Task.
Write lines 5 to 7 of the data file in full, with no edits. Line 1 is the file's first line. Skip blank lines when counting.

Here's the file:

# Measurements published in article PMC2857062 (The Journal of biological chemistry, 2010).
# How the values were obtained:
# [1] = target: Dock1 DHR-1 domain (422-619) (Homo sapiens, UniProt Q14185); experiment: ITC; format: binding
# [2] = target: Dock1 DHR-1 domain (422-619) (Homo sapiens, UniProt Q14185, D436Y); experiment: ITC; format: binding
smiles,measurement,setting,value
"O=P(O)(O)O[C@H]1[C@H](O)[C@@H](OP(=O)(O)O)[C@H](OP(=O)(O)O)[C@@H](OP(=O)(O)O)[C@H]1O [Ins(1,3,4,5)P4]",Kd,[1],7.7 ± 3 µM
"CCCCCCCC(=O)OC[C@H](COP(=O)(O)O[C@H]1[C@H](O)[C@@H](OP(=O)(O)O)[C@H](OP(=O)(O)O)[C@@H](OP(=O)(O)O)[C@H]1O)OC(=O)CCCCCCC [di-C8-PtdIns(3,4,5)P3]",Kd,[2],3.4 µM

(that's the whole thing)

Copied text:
smiles,measurement,setting,value
"O=P(O)(O)O[C@H]1[C@H](O)[C@@H](OP(=O)(O)O)[C@H](OP(=O)(O)O)[C@@H](OP(=O)(O)O)[C@H]1O [Ins(1,3,4,5)P4]",Kd,[1],7.7 ± 3 µM
"CCCCCCCC(=O)OC[C@H](COP(=O)(O)O[C@H]1[C@H](O)[C@@H](OP(=O)(O)O)[C@H](OP(=O)(O)O)[C@@H](OP(=O)(O)O)[C@H]1O)OC(=O)CCCCCCC [di-C8-PtdIns(3,4,5)P3]",Kd,[2],3.4 µM